As baby loss awareness week approaches for another year (9th – 15th October), it seemed a pertinent time to introduce myself. I’ve recently joined the team at SLOW as the Bereavement Support Services Manager and as with all members of our team, I’m part of a gang that no parent ever, ever wants to join – the gang where a child of ours has died.
My daughter Rosie was just 6 days old when my husband and I had to say goodbye. Never did I think my first cuddle with my newborn baby would be the last. I still remember it like it was yesterday, it was May 2006. Rosie was perfect in every way, she wasn’t much bigger than a barbie doll, she only weighed 585g (a bag of sugar to most people). I went in to very premature labour at 23 weeks and 3 days (full term is 40 weeks), I was told during my labour that she may not survive the birth. It was painful in so many ways. Rosie was born showing signs of life (at 23 weeks and 3 days, medical teams will only intervene if there are signs of life), she was born at a hospital that didn’t have the specialist care that such a premature baby needed. She was immediately taken from me and whisked to the scbu (special care baby unit) where she was worked on until she was stable enough to be transferred 1/2 hour down the A22 to the Trevor Mann baby unit in Brighton.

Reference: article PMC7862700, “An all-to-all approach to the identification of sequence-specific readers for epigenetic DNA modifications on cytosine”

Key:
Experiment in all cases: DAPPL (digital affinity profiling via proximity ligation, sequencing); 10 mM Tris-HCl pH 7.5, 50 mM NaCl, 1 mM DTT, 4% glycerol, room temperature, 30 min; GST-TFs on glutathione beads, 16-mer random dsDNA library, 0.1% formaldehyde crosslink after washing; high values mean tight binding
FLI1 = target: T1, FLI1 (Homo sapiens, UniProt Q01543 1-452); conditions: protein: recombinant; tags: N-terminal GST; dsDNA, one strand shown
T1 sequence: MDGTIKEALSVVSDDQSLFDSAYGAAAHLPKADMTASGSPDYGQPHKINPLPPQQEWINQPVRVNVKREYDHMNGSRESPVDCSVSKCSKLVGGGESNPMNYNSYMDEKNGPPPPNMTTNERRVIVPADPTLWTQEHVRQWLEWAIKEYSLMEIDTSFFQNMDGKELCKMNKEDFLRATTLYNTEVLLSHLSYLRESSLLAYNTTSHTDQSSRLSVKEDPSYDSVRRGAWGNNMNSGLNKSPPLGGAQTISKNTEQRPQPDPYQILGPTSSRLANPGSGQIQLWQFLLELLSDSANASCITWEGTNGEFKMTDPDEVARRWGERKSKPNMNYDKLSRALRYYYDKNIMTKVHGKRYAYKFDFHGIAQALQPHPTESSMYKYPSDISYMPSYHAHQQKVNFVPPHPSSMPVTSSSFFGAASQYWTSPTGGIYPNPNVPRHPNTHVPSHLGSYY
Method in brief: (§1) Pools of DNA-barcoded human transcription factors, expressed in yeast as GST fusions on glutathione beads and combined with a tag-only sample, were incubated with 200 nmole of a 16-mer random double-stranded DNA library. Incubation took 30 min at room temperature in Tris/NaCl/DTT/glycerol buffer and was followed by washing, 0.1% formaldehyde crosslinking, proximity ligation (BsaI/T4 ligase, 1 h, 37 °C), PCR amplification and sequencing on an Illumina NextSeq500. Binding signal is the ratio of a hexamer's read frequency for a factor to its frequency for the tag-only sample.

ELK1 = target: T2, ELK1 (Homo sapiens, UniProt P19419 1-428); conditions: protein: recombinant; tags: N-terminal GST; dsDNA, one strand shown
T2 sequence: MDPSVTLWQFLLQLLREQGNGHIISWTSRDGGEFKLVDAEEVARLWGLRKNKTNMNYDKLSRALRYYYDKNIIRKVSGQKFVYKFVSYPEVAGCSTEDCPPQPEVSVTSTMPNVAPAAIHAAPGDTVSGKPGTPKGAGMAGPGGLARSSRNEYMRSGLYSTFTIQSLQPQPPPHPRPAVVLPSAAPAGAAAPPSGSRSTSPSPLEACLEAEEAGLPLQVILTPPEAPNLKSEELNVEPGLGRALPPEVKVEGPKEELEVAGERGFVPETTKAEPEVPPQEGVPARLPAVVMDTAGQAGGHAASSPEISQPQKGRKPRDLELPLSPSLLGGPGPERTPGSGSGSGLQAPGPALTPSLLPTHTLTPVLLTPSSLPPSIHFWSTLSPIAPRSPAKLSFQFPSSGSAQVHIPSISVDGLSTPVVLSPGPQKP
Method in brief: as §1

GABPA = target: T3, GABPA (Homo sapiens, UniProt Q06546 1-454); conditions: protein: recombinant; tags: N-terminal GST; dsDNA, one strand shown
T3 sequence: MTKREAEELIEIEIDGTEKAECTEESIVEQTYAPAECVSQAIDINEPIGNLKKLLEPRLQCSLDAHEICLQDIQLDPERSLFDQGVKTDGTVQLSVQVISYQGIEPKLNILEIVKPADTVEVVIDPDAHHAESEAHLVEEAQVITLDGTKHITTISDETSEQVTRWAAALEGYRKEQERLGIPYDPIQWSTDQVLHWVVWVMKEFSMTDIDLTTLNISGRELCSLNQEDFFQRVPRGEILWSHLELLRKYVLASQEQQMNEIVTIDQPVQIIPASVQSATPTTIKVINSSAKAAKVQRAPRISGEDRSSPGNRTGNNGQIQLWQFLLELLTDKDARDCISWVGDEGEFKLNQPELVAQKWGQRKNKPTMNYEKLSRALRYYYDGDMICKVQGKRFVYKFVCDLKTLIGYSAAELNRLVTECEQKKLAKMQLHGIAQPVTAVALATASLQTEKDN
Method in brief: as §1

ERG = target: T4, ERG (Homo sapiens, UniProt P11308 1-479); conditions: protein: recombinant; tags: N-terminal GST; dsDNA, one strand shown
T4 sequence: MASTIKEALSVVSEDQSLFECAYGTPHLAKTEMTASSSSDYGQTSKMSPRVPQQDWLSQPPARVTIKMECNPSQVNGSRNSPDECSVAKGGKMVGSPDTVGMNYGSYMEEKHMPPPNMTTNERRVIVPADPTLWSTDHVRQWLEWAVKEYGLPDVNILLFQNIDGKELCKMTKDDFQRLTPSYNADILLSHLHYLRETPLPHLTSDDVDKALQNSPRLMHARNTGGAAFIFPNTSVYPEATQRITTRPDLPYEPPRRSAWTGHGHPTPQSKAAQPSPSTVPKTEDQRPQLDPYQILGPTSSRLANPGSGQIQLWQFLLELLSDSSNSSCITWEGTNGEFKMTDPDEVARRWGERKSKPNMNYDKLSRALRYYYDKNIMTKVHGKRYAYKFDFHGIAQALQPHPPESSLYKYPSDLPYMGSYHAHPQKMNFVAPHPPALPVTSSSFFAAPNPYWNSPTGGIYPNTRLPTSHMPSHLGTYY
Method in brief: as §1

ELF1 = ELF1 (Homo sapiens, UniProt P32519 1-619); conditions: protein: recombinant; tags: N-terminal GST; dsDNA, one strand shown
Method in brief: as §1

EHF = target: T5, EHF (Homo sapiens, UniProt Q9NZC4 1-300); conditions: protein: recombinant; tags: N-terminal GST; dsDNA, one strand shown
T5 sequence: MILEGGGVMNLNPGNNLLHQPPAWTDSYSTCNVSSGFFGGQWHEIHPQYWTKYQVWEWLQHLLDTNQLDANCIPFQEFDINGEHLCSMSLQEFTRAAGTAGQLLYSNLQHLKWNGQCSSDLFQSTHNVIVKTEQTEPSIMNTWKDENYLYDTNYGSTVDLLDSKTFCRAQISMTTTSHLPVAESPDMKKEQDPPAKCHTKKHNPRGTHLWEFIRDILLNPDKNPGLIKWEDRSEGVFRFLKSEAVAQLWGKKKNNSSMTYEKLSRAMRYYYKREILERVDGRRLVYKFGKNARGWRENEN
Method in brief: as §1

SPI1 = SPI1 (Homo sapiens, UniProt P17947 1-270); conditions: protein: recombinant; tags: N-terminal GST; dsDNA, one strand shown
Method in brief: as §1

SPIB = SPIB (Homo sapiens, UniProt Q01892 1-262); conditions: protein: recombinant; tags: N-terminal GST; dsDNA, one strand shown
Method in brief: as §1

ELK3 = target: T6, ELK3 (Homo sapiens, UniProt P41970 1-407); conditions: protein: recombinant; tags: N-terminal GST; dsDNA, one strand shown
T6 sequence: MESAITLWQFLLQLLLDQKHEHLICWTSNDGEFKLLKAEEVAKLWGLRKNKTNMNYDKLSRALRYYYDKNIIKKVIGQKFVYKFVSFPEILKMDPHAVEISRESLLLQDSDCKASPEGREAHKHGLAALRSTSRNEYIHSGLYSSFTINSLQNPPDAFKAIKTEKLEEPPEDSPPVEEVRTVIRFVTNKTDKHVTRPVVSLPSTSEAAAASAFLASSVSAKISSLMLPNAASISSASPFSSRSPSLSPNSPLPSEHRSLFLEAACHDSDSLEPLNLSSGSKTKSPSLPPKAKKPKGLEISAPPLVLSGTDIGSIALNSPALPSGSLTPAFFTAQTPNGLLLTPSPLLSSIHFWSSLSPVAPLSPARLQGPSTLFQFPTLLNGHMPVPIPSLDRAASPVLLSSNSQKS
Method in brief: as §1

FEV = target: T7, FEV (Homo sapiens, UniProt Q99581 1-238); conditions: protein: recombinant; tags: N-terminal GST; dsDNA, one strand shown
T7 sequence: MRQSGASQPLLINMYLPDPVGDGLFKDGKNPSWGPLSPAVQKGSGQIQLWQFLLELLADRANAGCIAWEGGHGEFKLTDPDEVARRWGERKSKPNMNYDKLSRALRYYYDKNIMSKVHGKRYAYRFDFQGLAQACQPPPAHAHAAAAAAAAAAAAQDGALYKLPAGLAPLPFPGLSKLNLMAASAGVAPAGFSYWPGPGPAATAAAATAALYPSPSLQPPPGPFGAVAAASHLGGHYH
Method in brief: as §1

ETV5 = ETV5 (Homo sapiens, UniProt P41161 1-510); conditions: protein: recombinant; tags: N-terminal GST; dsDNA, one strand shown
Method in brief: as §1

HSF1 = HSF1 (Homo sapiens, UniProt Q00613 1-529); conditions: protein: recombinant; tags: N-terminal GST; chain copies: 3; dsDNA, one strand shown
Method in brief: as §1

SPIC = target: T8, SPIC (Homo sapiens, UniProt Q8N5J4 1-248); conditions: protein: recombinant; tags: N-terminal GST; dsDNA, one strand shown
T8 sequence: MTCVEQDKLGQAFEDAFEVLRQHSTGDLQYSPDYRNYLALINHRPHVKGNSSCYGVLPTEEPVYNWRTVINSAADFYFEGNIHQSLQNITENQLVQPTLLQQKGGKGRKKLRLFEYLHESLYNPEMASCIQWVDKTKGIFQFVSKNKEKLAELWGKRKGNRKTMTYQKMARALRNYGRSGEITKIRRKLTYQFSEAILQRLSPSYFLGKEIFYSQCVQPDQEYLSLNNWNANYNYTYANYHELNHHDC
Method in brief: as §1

It felt surreal that only a few hours after giving birth I was in the car with my husband driving to another hospital without my baby with us.
We were told the severity of her health and her chances of survival were incredibly slim but we had hope, it’s all we had as well as an incredibly amazing and supportive neonatal care team looking after her – so much so she was nearly named Beata after the lead consultant who cared for her.
Sadly, Rosie was too little and too poorly to survive. She did give us hope for 6 days and she showed us how easy it is to love but also how precious life is. She was taken far too soon from us. Rosie now has two younger sisters who are 12 & 10 and a little brother who is just 7 weeks old at the time of writing. Rosie remains a big part of our lives and she is the reason I do the work I do today. We celebrate her birthday every year on the 26th April and we light a candle (#waveoflight) for her every year during baby loss awareness week.
I’m thankful for baby loss awareness week as it raises awareness of pregnancy and babyloss as well as driving improvements in policy, bereavement care and support for anyone affected by the death of a baby.
If you are a bereaved parent, please reach out to us at SLOW, we offer support sessions for bereaved parents of any aged child which are led by bereaved parents both in person and virtually via zoom.
Click here for dates of all our forthcoming groups.
Sending love and light to anyone that’s been affected by the loss of a child.
After over a year of Zoom support, some of our groups are returning to face-to-face meetings and we’re so looking forward to seeing our bereaved families – both new and old members.
We’ll be starting with our Wednesday North London bereaved parent support group that will return to its first face-to-face meeting on Wednesday 19th May 2021. These groups will run socially distanced and super safely, following all the current government guidelines. All face-to-face group participants will be advised ahead of the meetings the guidelines that they will need to follow including track and trace etc.